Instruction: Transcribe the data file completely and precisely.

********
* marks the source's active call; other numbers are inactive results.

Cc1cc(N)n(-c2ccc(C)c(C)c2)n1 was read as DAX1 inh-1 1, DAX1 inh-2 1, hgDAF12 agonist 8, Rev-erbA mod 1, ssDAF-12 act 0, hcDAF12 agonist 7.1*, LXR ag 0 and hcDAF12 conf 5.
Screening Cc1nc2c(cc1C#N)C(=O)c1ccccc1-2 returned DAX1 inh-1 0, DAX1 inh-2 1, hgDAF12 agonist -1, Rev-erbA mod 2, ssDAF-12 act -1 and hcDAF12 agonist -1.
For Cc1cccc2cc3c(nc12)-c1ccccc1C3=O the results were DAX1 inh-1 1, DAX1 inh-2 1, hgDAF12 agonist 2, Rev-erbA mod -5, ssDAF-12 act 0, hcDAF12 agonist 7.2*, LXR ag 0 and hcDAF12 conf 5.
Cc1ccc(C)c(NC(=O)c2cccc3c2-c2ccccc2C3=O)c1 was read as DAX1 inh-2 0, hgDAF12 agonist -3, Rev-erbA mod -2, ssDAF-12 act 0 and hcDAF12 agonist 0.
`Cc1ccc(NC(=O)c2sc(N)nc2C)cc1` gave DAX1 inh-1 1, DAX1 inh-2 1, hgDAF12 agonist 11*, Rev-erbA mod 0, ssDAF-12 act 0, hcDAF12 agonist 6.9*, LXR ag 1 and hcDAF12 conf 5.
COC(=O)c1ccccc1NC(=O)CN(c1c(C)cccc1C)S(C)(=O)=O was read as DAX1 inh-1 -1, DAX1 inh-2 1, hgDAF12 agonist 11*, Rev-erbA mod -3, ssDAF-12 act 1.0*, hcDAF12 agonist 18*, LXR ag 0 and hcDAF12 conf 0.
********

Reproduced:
* marks the source's active call; other numbers are inactive results.

Cc1cc(N)n(-c2ccc(C)c(C)c2)n1 was read as DAX1 inh-1 1, DAX1 inh-2 1, hgDAF12 agonist 8, Rev-erbA mod 1, ssDAF-12 act 0, hcDAF12 agonist 7.1*, LXR ag 0 and hcDAF12 conf 5.
Screening Cc1nc2c(cc1C#N)C(=O)c1ccccc1-2 returned DAX1 inh-1 0, DAX1 inh-2 1, hgDAF12 agonist -1, Rev-erbA mod 2, ssDAF-12 act -1 and hcDAF12 agonist -1.
For Cc1cccc2cc3c(nc12)-c1ccccc1C3=O the results were DAX1 inh-1 1, DAX1 inh-2 1, hgDAF12 agonist 2, Rev-erbA mod -5, ssDAF-12 act 0, hcDAF12 agonist 7.2*, LXR ag 0 and hcDAF12 conf 5.
Cc1ccc(C)c(NC(=O)c2cccc3c2-c2ccccc2C3=O)c1 was read as DAX1 inh-2 0, hgDAF12 agonist -3, Rev-erbA mod -2, ssDAF-12 act 0 and hcDAF12 agonist 0.
`Cc1ccc(NC(=O)c2sc(N)nc2C)cc1` gave DAX1 inh-1 1, DAX1 inh-2 1, hgDAF12 agonist 11*, Rev-erbA mod 0, ssDAF-12 act 0, hcDAF12 agonist 6.9*, LXR ag 1 and hcDAF12 conf 5.
COC(=O)c1ccccc1NC(=O)CN(c1c(C)cccc1C)S(C)(=O)=O was read as DAX1 inh-1 -1, DAX1 inh-2 1, hgDAF12 agonist 11*, Rev-erbA mod -3, ssDAF-12 act 1.0*, hcDAF12 agonist 18*, LXR ag 0 and hcDAF12 conf 0.